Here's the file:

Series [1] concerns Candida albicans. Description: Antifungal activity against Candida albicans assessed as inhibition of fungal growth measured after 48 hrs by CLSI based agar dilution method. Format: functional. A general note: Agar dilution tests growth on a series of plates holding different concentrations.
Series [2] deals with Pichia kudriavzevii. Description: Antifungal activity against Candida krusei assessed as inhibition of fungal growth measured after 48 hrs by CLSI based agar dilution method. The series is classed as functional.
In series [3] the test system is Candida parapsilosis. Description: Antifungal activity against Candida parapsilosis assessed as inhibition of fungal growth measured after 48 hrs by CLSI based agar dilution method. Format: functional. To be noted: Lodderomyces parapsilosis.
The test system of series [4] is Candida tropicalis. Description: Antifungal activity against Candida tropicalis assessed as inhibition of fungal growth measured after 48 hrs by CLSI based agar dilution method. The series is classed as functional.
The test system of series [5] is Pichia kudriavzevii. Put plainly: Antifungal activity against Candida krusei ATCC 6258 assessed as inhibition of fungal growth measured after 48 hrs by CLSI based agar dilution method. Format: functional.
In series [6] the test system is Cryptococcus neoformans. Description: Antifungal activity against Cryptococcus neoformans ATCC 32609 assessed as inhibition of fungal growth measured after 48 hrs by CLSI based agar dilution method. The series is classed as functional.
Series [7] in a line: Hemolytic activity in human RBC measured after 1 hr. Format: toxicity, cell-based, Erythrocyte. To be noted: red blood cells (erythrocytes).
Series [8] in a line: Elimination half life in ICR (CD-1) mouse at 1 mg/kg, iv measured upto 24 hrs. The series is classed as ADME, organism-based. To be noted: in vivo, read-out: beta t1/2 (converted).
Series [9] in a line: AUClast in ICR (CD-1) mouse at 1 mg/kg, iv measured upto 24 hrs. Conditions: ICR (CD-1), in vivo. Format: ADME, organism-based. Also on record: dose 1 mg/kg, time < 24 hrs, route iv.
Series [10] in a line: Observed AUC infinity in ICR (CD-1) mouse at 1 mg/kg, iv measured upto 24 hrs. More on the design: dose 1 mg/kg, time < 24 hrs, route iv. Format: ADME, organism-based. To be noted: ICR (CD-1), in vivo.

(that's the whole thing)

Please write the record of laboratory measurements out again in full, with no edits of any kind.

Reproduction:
Series [1] concerns Candida albicans. Description: Antifungal activity against Candida albicans assessed as inhibition of fungal growth measured after 48 hrs by CLSI based agar dilution method. Format: functional. A general note: Agar dilution tests growth on a series of plates holding different concentrations.
Series [2] deals with Pichia kudriavzevii. Description: Antifungal activity against Candida krusei assessed as inhibition of fungal growth measured after 48 hrs by CLSI based agar dilution method. The series is classed as functional.
In series [3] the test system is Candida parapsilosis. Description: Antifungal activity against Candida parapsilosis assessed as inhibition of fungal growth measured after 48 hrs by CLSI based agar dilution method. Format: functional. To be noted: Lodderomyces parapsilosis.
The test system of series [4] is Candida tropicalis. Description: Antifungal activity against Candida tropicalis assessed as inhibition of fungal growth measured after 48 hrs by CLSI based agar dilution method. The series is classed as functional.
The test system of series [5] is Pichia kudriavzevii. Put plainly: Antifungal activity against Candida krusei ATCC 6258 assessed as inhibition of fungal growth measured after 48 hrs by CLSI based agar dilution method. Format: functional.
In series [6] the test system is Cryptococcus neoformans. Description: Antifungal activity against Cryptococcus neoformans ATCC 32609 assessed as inhibition of fungal growth measured after 48 hrs by CLSI based agar dilution method. The series is classed as functional.
Series [7] in a line: Hemolytic activity in human RBC measured after 1 hr. Format: toxicity, cell-based, Erythrocyte. To be noted: red blood cells (erythrocytes).
Series [8] in a line: Elimination half life in ICR (CD-1) mouse at 1 mg/kg, iv measured upto 24 hrs. The series is classed as ADME, organism-based. To be noted: in vivo, read-out: beta t1/2 (converted).
Series [9] in a line: AUClast in ICR (CD-1) mouse at 1 mg/kg, iv measured upto 24 hrs. Conditions: ICR (CD-1), in vivo. Format: ADME, organism-based. Also on record: dose 1 mg/kg, time < 24 hrs, route iv.
Series [10] in a line: Observed AUC infinity in ICR (CD-1) mouse at 1 mg/kg, iv measured upto 24 hrs. More on the design: dose 1 mg/kg, time < 24 hrs, route iv. Format: ADME, organism-based. To be noted: ICR (CD-1), in vivo.